The Promise of Advanced Laser-Based Therapy
Tomorrow's medicine is here today. Laser therapy is now being commonly used in ORs, orthopedics practices, on athletic fields by athletic trainers, in vet offices, dentists' offices and other practices. Here's an excerpt from a recent article on Biophotonics describing the active role of laser in medicine today.
It started with mouse hairs. In 1967, Dr. Endre Mester of Semmelweis Medical University in Budapest, Hungary, recognized that a low-power ruby laser could stimulate faster hair regrowth in mice. Since then, lasers have increasingly become an important instrument in the physician’s toolbox.
Today, research is advancing toward the use of lasers to diagnose and treat a plethora of conditions. Recent rapid technological developments in lasers have contributed to their safe and effective use in surgical settings, aesthetic treatments, ophthalmology, oncology, cardiology and many other biomedical applications, including veterinary settings. Growth in cosmetic laser treatments is nothing short of booming: Sales of laser-based instrumentation in the medical and aesthetic sector increased 11 percent from 2012 to 2013 to $682 million, and another 10 percent increase is expected in 2014, to $746 million globally, according to The Worldwide Market for Lasers, a report released in January by Strategies Unlimited.
Lasers’ efficiency, safety and precision are the drivers behind this growth.
Low-level laser therapy (LLLT) is one technique in development that uses low-intensity lasers to treat cancer, degeneration, stroke and other conditions. Most LLLT in animals and patients is limited to red and near-IR light at 600-1100 nm; live tissue scatters light at shorter wavelengths and water absorbs too much at wavelengths beyond 1100 nm. Many LLLT devices are Class 3B lasers or LEDs, though some are defocused Class 4 lasers. In most cases, the devices emit divergent beams (uncollimated), delivered with typical irradiance of 5 mW/cm2 to 5 W/cm2 and low power range of 1 mW to 10 W. Delivery can be pulsed or sometimes continuous, with typical treatment time of 30 to 60 s per treatment point.
Recent medical research theorizes that the mechanism of low-level laser therapy is primarily via the absorption of light within mitochondria, the numerous “power plants” within cells that convert the oxygen and pyruvate from food into cellular energy via adenosine triphosphate (ATP). As it happens, cytochrome C oxidase, a critical protein involved in the regulation of mitochondrial activity, is a photoacceptor of light in the near- to far-IR. At the cellular level, LLLT displaces nitric oxide from the respiratory chain to increase levels of ATP and reactive oxygen species. The deep-tissue application of laser or LED devices in LLLT techniques may work via this mitochondrial mechanism to promote tissue repair, reduce inflammation and induce analgesia, according to James Carroll, medical researcher, and founder and CEO of Thor Photomedicine in Chesham, England.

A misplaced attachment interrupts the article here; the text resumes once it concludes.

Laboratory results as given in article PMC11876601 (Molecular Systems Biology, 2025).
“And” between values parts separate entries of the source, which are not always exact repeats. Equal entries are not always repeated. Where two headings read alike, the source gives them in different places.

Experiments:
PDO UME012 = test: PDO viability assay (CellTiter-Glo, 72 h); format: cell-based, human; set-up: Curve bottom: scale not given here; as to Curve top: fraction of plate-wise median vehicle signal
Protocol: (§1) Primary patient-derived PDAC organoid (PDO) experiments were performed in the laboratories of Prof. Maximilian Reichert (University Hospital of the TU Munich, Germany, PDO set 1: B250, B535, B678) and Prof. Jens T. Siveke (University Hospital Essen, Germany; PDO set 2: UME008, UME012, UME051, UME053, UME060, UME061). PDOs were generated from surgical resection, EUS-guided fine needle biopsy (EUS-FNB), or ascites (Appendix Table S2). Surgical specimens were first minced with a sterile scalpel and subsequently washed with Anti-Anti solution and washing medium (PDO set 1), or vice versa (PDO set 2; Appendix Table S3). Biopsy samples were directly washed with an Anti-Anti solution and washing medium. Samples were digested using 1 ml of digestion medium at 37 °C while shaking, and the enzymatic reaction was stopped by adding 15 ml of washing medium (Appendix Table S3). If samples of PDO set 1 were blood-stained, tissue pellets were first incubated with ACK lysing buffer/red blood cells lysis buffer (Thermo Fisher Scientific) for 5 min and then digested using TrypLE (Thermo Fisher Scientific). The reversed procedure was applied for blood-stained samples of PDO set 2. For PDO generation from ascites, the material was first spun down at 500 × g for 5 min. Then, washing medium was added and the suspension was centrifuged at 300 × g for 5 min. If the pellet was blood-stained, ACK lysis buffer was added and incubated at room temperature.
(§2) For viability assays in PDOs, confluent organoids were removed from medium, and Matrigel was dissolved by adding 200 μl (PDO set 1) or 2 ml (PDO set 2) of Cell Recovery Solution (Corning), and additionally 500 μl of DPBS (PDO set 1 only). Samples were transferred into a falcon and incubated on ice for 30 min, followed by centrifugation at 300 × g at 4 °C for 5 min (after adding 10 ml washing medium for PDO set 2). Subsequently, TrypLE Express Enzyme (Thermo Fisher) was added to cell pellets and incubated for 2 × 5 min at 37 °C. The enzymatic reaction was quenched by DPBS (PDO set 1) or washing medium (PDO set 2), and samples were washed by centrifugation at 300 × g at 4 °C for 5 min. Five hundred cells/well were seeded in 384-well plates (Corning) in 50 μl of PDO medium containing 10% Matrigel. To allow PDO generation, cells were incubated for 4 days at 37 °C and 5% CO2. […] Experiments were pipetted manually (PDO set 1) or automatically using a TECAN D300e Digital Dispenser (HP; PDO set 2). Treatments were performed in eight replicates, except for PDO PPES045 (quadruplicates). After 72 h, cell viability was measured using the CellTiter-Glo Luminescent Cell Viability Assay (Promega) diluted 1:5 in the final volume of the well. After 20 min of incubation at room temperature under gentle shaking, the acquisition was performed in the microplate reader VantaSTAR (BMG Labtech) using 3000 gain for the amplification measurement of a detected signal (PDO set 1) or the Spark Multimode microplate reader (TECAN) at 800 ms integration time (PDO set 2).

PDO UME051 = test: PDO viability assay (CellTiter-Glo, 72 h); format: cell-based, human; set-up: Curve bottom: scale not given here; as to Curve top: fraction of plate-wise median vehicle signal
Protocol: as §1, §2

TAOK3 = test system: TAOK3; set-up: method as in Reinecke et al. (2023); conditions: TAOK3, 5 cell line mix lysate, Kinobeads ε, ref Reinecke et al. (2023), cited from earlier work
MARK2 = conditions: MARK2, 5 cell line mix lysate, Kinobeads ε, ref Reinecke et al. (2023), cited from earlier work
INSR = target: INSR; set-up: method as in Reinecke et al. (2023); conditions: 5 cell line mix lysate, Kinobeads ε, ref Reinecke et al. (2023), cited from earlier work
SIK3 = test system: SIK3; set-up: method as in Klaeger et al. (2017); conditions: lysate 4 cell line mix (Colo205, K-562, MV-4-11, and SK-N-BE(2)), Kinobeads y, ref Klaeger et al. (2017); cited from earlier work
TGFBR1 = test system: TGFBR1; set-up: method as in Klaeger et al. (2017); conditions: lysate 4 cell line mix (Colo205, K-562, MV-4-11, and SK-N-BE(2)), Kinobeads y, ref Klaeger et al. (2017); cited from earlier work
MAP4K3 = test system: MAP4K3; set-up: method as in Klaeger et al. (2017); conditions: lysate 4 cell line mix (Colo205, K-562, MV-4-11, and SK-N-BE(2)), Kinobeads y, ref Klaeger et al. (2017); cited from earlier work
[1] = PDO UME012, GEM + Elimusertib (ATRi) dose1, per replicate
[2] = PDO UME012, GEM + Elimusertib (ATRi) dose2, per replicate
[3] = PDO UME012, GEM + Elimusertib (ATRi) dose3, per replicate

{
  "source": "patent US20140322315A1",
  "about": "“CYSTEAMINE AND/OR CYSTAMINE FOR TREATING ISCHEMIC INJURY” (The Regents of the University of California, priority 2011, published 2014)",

Nerve treatment and tooth regeneration in dental and veterinary contexts is a focus of interest in current LLLT research. In February 2014, Carroll and colleagues at the University of Birmingham in England reviewed related dental/orofacial research and found that of 153 papers and studies, 130 of them reported a positive effect in terms of pain relief, healing time or other symptom improvements; 23 reported inconclusive or negative results. The team concluded that direct application of low-power therapeutic light in the oral cavity (as opposed to photodynamic therapies) should be safe and reliable for pain relief in dentistry, as it has been found to be in other health care fields.
Clinical investigator Dr. Praveen Arany and colleagues at Harvard University’s School of Engineering and Applied Sciences have found supporting evidence for this conclusion. The group applied low-power, continuous-wave near-IR laser light (an 810-nm GaAlAs diode with varied power, spot size and distance) to the tooth pulp of treated rats’ teeth and found that this stimulated new growth of dentin, the bonelike substance in teeth (Science Translational Medicine, doi: 10.1126/scitranslmed.3008234).
The mechanism, the researchers said, is the inducement of reactive oxygen species to activate latent transforming growth factor β1 (TGF-β1), which is capable of differentiating human dental stem cells in vitro. They concluded that the laser light already used in dental procedures may encourage tooth regeneration. In fact, researchers agree that LLLT is a safe, effective treatment to enhance healing and tissue remodeling while reducing inflammation and analgesia in a wide range of oral pathologies. Furthermore, the drug-free technique appears to be efficacious where many current pharmaceuticals are not.
In 2012, researchers at the Institute of Ophthalmology at University College London applied LLLT to eye disease. Researcher Dr. Rana Begum and colleagues found that when the retinas of aged mice were exposed to five 90-s exposures of 670-nm light over 35 hours, key inflammatory markers in the mitochondrial membrane were significantly reduced (Neurobiology of Aging, doi:10.1016/j.neurobiolaging.2012.04.014).
Apollo Lasers are powerful, state-of-the-art portable or desktop lasers that reduce pain, inflammation and stimulate healing. The low-level laser technology safely penetrates the skin one to two inches, effectively stimulating regeneration of damaged cells and tissues. This process brings rapid h
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